Commission approves revised Cowboy project

Revised renderings of the south façade of Liberty Square. Image courtesy Salt Lake City planning documents.

After two public hearings and a work session, representatives from Cowboy Partners have again returned to the Historic Landmark Commission (HLC) for approval of their plans to redevelop the former Ensign Floral building and adjacent parcels.

But unlike the past meetings with the commission, Thursday’s public hearing was relatively brief before the HLC unanimously approved a Certificate of Appropriateness with conditions for a new construction request by Cowboy Partners to build the Liberty Square project on the 600 East block of 500 South in the Central City Historic District.

“We are excited about this and we stayed with our mid-century modern theme,” said Douglas Thimm of Architectural Nexus, the architects of the project. “We are trying to present something that has very strong horizontal lines.”

Thursday’s approved design is a scaled-down version of a design the commission approved last summer.  The new design will include the same exterior materials approved by the HLC last year but instead of a four-story building with 135 residential units, Cowboy now plans to build eight townhome-style apartment buildings.  The buildings will have a combined total of 48 residential units.  Each building will be three stories with a garage on the ground floor, living room and kitchen on the second floor and the bedrooms on the third floor.  The homes will include balconies on both the second and third floors.

Site plan for Liberty Square. Image courtesy Salt Lake City planning documents.

As with the previous design, the corner of 500 South and Green Street, the midblock street that connects Trader Joes and other 400 South retail spaces to 500 South, will serve as the architectural focus with the lobby, fitness center and leasing office occupying that space.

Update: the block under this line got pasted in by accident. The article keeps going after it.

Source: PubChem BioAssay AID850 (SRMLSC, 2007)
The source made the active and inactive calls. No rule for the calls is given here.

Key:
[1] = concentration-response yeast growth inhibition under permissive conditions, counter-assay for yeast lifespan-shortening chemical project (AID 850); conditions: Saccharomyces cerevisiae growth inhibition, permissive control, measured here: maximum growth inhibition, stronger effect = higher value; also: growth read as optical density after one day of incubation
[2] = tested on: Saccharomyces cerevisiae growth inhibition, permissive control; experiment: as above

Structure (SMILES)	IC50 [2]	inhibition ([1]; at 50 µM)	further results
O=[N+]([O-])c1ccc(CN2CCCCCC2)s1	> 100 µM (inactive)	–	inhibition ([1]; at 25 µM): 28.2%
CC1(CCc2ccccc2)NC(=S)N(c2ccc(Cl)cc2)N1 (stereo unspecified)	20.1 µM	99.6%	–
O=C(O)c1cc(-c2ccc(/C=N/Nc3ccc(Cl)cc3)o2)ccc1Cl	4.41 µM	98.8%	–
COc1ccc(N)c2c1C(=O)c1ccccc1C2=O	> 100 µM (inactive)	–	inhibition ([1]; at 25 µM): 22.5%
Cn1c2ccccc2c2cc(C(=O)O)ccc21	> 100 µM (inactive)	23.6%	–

The adaptive reuse plans for the Ensign Floral Building will remain the same and therefore don’t need new approvals.  The building will be converted to a residential use with five apartments.  The floral building was built in 1959 and is considered a contributing historical structure representing the modern architectural style.

The developers will add pedestrian enhancements to 600 South and Green Street.  In addition to the Green Street improvements, Cowboy plans to add a north-to-south walkway at the west side of the development and an east-to-west walkway that will connect the northernmost townhomes to Green Street and the west side walkway.  But according to Thimm, the internal walkways won’t be accessible to the public and will most likely be gated off to the surrounding block to “create a safe environment for residents.

Several commission members questioned the amount of planned green space in the updated design.  In the current design, most of the green space will be part of the landscaping along the street and directly adjacent to the units.   Developers didn’t include any public plazas or large gathering places for residents.

“This is an urban environment and having some outdoor space is important; but, having connections to the rest of the city is really the big part of the idea of how you develop a site like this in this location,” said Thimm.

Although the developers received new construction approvals the developers will need to return to the HLC at a later date for final approval of the project’s signage.

Revised renderings of the west façade of Liberty Square. Image courtesy Salt Lake City planning documents.
Rendering of the east façade of Liberty Square facing Green Street. Image courtesy Salt Lake City planning documents.
Rendering of the previously approved design of the Liberty Square Apartments as designed by Architectural Nexus. Image courtesy Salt Lake City Planning Division.

Posted by Isaac Riddle

Isaac Riddle grew up just outside of Salt Lake City, Utah. He has a BA in English literature from the University of Utah and a Masters of Journalism from Temple University. Isaac has written for Next City, The Philadelphia Public School Notebook and Salt Lake City Weekly. Before embarking on a career in journalism, Isaac taught High School English in the Kensington neighborhood of Philadelphia. Isaac is the founder of Building Salt Lake and can be reached at